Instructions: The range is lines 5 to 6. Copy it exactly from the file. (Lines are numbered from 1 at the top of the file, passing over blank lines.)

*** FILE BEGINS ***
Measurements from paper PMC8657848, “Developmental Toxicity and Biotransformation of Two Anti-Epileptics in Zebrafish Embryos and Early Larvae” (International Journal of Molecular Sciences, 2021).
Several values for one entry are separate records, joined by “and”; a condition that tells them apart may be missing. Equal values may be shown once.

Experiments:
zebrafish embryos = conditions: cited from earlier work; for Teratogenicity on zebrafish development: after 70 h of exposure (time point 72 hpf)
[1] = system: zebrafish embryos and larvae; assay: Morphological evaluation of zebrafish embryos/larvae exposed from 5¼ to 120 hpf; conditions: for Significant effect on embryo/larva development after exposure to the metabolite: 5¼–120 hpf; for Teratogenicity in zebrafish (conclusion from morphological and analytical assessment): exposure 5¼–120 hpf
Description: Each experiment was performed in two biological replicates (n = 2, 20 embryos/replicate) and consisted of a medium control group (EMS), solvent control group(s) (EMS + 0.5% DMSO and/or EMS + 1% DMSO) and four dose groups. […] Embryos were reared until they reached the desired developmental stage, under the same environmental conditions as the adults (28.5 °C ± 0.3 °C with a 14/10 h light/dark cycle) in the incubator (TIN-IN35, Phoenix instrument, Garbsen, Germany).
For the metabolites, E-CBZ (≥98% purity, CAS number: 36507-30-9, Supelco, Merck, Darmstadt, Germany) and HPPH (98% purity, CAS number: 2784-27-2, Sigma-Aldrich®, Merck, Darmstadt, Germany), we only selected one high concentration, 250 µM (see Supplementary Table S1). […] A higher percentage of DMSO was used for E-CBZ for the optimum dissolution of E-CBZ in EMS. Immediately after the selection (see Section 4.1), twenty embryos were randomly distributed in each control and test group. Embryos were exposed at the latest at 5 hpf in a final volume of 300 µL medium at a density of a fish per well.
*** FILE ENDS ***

[1] = system: zebrafish embryos and larvae; assay: Morphological evaluation of zebrafish embryos/larvae exposed from 5¼ to 120 hpf; conditions: for Significant effect on embryo/larva development after exposure to the metabolite: 5¼–120 hpf; for Teratogenicity in zebrafish (conclusion from morphological and analytical assessment): exposure 5¼–120 hpf
Description: Each experiment was performed in two biological replicates (n = 2, 20 embryos/replicate) and consisted of a medium control group (EMS), solvent control group(s) (EMS + 0.5% DMSO and/or EMS + 1% DMSO) and four dose groups. […] Embryos were reared until they reached the desired developmental stage, under the same environmental conditions as the adults (28.5 °C ± 0.3 °C with a 14/10 h light/dark cycle) in the incubator (TIN-IN35, Phoenix instrument, Garbsen, Germany).